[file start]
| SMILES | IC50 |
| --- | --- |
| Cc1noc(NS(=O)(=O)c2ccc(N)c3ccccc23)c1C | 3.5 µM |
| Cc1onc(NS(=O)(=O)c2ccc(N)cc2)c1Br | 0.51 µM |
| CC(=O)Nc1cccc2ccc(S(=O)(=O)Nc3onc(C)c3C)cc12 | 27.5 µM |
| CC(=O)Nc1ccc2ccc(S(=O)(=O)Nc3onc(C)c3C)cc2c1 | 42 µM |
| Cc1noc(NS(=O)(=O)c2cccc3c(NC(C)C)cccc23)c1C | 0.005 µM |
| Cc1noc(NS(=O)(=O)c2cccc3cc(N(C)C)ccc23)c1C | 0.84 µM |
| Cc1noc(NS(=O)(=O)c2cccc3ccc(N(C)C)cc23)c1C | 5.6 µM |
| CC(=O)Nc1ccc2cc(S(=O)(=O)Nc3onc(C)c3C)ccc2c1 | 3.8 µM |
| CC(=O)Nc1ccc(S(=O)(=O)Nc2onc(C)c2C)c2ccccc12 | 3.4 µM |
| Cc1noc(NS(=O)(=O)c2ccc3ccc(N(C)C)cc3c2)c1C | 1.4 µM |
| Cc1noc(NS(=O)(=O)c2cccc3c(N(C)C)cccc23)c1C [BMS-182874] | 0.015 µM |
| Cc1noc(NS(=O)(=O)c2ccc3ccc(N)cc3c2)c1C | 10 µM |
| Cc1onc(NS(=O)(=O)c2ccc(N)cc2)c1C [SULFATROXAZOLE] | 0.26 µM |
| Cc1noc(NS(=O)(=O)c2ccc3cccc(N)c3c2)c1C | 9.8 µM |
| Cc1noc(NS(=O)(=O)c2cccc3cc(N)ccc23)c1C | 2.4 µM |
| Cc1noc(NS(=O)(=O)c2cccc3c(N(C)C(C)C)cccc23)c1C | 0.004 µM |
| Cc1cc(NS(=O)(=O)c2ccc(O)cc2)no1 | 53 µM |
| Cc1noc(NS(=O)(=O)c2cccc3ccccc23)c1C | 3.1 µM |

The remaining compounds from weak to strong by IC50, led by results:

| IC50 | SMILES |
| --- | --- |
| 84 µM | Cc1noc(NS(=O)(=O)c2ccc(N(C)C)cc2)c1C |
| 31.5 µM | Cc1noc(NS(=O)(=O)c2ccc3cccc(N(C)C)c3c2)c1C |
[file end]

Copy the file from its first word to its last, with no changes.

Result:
| SMILES | IC50 |
| --- | --- |
| Cc1noc(NS(=O)(=O)c2ccc(N)c3ccccc23)c1C | 3.5 µM |
| Cc1onc(NS(=O)(=O)c2ccc(N)cc2)c1Br | 0.51 µM |
| CC(=O)Nc1cccc2ccc(S(=O)(=O)Nc3onc(C)c3C)cc12 | 27.5 µM |
| CC(=O)Nc1ccc2ccc(S(=O)(=O)Nc3onc(C)c3C)cc2c1 | 42 µM |
| Cc1noc(NS(=O)(=O)c2cccc3c(NC(C)C)cccc23)c1C | 0.005 µM |
| Cc1noc(NS(=O)(=O)c2cccc3cc(N(C)C)ccc23)c1C | 0.84 µM |
| Cc1noc(NS(=O)(=O)c2cccc3ccc(N(C)C)cc23)c1C | 5.6 µM |
| CC(=O)Nc1ccc2cc(S(=O)(=O)Nc3onc(C)c3C)ccc2c1 | 3.8 µM |
| CC(=O)Nc1ccc(S(=O)(=O)Nc2onc(C)c2C)c2ccccc12 | 3.4 µM |
| Cc1noc(NS(=O)(=O)c2ccc3ccc(N(C)C)cc3c2)c1C | 1.4 µM |
| Cc1noc(NS(=O)(=O)c2cccc3c(N(C)C)cccc23)c1C [BMS-182874] | 0.015 µM |
| Cc1noc(NS(=O)(=O)c2ccc3ccc(N)cc3c2)c1C | 10 µM |
| Cc1onc(NS(=O)(=O)c2ccc(N)cc2)c1C [SULFATROXAZOLE] | 0.26 µM |
| Cc1noc(NS(=O)(=O)c2ccc3cccc(N)c3c2)c1C | 9.8 µM |
| Cc1noc(NS(=O)(=O)c2cccc3cc(N)ccc23)c1C | 2.4 µM |
| Cc1noc(NS(=O)(=O)c2cccc3c(N(C)C(C)C)cccc23)c1C | 0.004 µM |
| Cc1cc(NS(=O)(=O)c2ccc(O)cc2)no1 | 53 µM |
| Cc1noc(NS(=O)(=O)c2cccc3ccccc23)c1C | 3.1 µM |

The remaining compounds from weak to strong by IC50, led by results:

| IC50 | SMILES |
| --- | --- |
| 84 µM | Cc1noc(NS(=O)(=O)c2ccc(N(C)C)cc2)c1C |
| 31.5 µM | Cc1noc(NS(=O)(=O)c2ccc3cccc(N(C)C)c3c2)c1C |